“I hope I’m here a long time” | Dave Aranda feeling secure in year three at LSU

SCOTTSDALE, Ariz. — Dave Aranda is normally the man with the answers.

LSU’s defensive mastermind routinely dissects every way an opposing offense can attack. He prides himself on devising counters to an opponent’s strength and devising ways to attack any perceived weakness.

That prowess earned Aranda a contract extension last offseason when Texas A&M came calling, and at $2.5 million, Aranda’s annual salary dwarfs that of many Division I head coaches. Football is becoming an increasingly offensive game, and Aranda is paid handsomely to come up with the answers.

But one question gave the defensive coordinator a bit of pause during his Fiesta Bowl press conference on Saturday morning: do you aspire to become a head coach?

“I’ve always wanted to do that,” Aranda responded after a moment of thought. “I think all of that will come at the right time.”

Such questions always crop up this time of year, and Aranda understands why. Bowl season coincides with college football’s silly season, and the bowl game is one of maybe two time a year that LSU’s coordinators are made available to the media.

That doesn’t mean the thought had crossed Aranda’s mind before he sat down at the podium on Saturday morning.

“We’re in a bubble man, completely, and I feel that way with most of my life, to be honest,” Aranda said. “When something like that comes up, it’ll come up, but it’s got to come up.”

‘The Professor’ professed to living in an airtight bubble of football and family when asked if it occurred to him that there exists a palpable fear amidst the LSU fan base that he will one day leave for greener pastures.

“Oh no,” Aranda responded, asked if such a fear registered with him. “I hope I’m here a long time.”

Earlier in the media availability, Aranda spoke at length about what returning to LSU for a third season meant to him. He expressed satisfaction in his role as associate head coach under Ed Orgeron and said his family is happy with their current situation in Baton Rouge.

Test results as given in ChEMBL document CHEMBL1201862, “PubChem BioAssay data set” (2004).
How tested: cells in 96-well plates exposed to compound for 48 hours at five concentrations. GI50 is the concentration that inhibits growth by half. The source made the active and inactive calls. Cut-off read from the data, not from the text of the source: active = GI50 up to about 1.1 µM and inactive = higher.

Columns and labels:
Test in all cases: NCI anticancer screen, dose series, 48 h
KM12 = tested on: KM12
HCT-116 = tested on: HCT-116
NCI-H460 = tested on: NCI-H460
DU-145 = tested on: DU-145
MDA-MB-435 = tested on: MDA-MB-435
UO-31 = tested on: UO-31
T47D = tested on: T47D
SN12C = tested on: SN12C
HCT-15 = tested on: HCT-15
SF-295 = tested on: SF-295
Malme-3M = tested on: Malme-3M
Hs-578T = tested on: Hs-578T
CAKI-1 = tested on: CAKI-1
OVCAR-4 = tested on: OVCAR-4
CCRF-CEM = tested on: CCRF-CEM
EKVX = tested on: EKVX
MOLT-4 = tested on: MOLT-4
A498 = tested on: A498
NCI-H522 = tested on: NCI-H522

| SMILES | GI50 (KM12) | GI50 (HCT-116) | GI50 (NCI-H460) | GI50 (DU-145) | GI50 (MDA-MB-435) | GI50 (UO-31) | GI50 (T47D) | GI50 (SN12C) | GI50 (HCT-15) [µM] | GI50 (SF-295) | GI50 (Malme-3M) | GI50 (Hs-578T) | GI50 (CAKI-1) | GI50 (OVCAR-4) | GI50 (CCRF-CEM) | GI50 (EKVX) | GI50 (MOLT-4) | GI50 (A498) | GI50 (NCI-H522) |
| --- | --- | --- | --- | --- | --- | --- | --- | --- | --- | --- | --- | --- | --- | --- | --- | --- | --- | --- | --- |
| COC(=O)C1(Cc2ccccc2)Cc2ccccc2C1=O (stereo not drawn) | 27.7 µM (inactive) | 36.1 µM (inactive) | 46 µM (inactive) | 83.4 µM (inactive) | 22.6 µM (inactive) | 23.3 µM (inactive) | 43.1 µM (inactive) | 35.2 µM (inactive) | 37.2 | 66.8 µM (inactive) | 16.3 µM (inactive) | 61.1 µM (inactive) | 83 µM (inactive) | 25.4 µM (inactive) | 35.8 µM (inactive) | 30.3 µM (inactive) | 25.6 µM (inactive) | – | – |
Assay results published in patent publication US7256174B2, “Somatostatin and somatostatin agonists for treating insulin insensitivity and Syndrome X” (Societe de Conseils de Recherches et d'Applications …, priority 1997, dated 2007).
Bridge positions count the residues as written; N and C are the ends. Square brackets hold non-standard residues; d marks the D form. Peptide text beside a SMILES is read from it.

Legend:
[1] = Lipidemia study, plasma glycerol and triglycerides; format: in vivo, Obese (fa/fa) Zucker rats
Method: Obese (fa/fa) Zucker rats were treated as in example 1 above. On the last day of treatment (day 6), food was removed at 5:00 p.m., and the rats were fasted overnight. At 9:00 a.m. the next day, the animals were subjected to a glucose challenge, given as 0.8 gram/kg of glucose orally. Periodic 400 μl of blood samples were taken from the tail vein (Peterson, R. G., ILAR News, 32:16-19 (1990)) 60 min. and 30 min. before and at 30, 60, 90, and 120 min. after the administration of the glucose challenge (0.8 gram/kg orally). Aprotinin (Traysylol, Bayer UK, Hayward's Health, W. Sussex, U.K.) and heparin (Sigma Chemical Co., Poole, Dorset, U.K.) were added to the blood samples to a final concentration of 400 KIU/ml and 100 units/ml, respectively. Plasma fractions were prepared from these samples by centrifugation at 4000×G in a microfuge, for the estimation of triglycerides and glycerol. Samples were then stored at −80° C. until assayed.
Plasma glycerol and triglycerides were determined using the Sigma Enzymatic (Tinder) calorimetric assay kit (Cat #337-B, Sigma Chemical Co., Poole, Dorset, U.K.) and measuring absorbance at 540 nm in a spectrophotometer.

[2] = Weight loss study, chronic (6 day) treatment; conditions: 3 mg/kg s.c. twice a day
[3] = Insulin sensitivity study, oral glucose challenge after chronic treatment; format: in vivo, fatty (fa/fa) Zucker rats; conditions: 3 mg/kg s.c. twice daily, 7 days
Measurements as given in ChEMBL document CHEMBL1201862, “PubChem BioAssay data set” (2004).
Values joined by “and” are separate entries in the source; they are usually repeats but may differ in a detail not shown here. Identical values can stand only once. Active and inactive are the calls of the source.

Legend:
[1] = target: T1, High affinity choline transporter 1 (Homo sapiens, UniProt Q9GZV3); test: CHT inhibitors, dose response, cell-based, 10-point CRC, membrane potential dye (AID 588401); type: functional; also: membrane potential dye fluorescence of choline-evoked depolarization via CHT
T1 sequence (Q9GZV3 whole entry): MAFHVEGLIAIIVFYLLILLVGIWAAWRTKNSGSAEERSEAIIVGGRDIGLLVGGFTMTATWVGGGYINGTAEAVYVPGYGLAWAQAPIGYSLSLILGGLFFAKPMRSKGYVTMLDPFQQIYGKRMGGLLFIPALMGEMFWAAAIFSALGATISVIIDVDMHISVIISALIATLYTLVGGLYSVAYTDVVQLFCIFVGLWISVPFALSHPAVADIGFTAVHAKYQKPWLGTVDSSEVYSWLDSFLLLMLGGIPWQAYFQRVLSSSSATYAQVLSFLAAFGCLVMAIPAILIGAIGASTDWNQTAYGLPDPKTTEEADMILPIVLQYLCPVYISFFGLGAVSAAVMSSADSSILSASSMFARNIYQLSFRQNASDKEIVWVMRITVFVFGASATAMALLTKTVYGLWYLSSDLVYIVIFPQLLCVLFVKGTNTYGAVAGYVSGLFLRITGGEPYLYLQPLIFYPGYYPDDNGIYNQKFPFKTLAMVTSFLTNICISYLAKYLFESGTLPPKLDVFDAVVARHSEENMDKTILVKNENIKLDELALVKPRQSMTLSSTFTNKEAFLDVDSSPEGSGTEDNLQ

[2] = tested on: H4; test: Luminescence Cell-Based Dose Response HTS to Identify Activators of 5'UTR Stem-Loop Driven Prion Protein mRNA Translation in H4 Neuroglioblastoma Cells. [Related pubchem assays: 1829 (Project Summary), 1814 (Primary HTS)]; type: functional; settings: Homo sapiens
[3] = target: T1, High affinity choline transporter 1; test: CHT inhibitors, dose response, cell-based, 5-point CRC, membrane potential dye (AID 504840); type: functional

“I love being here,” Aranda said. “I’ve got a lot of respect for Coach O, for sure. Coach O captures the team. He treats all of us, as coaches, well and with respect. You can’t ask for more than that.”

He continued: “You know my family loves it here. My girls love their school. They’ve got their friends. They all have phones. They’re on their phones all the time with all these people. They’re a big — you want everyone around you happy. You feel like it is home.”

Logistically speaking, Aranda’s robust salary would make it exceedingly difficult for him to take another job without having to accept a pay cut.

Only 54 Division I coaches made at least $2.5 million this season, according to the USA Today Salary Database. That limits the number of schools that could afford to pay Aranda at the rate LSU does, even if it would be as a head coach.

According to Aranda’s contract, he can leave without paying any buyout after Dec. 1, 2019. There’s also no buyout if he leaves for a head coaching position.

When asked if his massive contract would hinder his ability to get a head coaching job — assuming he were to pursue one — Aranda appeared genuinely unsure of the answer.

“I haven’t thought of it,” Aranda said. “I imagine I would. That’s a good question. It’s hard for me to answer that. One side of it I guess it could look like that. On the other, I won’t have to worry about any of that other stuff. I feel security. I feel like I know where I’m at. I’m investing in this. They’re investing in me. We’ve got it. I feel more like that.”

Now back to the more pertinent question at hand for LSU’s defensive coordinator: how to slow down a lightning-fast UCF offense while missing starters at all three levels of his defense.

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James Moran
James Moran was Editor of Tiger Rag from August 2018 to October 2019. He previously served as the associate editor since 2014. He is a graduate of the LSU Manship School of Journalism.
About James Moran 1377 Articles
James Moran was Editor of Tiger Rag from August 2018 to October 2019. He previously served as the associate editor since 2014. He is a graduate of the LSU Manship School of Journalism.

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